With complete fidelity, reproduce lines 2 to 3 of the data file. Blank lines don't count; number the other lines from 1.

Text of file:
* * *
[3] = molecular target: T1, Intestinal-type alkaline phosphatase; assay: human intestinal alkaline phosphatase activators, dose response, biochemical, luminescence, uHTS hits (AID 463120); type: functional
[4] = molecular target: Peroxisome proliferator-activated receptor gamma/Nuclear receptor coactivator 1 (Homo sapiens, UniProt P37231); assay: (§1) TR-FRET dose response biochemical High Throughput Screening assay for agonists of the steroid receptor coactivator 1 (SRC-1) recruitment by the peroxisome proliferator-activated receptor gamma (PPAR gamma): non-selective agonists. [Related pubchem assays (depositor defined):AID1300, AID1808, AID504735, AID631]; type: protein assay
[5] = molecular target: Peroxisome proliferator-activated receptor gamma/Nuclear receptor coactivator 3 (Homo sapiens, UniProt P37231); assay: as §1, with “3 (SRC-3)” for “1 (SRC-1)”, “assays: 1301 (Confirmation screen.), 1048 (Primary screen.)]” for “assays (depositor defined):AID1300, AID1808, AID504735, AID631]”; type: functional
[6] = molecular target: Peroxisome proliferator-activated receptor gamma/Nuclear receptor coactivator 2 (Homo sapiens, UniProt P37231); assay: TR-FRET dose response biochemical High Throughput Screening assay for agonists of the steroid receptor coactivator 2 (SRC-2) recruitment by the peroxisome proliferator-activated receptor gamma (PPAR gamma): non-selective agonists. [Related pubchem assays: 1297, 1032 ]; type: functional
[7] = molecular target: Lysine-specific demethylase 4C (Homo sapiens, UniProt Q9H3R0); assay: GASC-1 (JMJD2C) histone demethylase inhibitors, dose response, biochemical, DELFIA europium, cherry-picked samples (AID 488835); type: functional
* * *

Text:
[4] = molecular target: Peroxisome proliferator-activated receptor gamma/Nuclear receptor coactivator 1 (Homo sapiens, UniProt P37231); assay: (§1) TR-FRET dose response biochemical High Throughput Screening assay for agonists of the steroid receptor coactivator 1 (SRC-1) recruitment by the peroxisome proliferator-activated receptor gamma (PPAR gamma): non-selective agonists. [Related pubchem assays (depositor defined):AID1300, AID1808, AID504735, AID631]; type: protein assay
[5] = molecular target: Peroxisome proliferator-activated receptor gamma/Nuclear receptor coactivator 3 (Homo sapiens, UniProt P37231); assay: as §1, with “3 (SRC-3)” for “1 (SRC-1)”, “assays: 1301 (Confirmation screen.), 1048 (Primary screen.)]” for “assays (depositor defined):AID1300, AID1808, AID504735, AID631]”; type: functional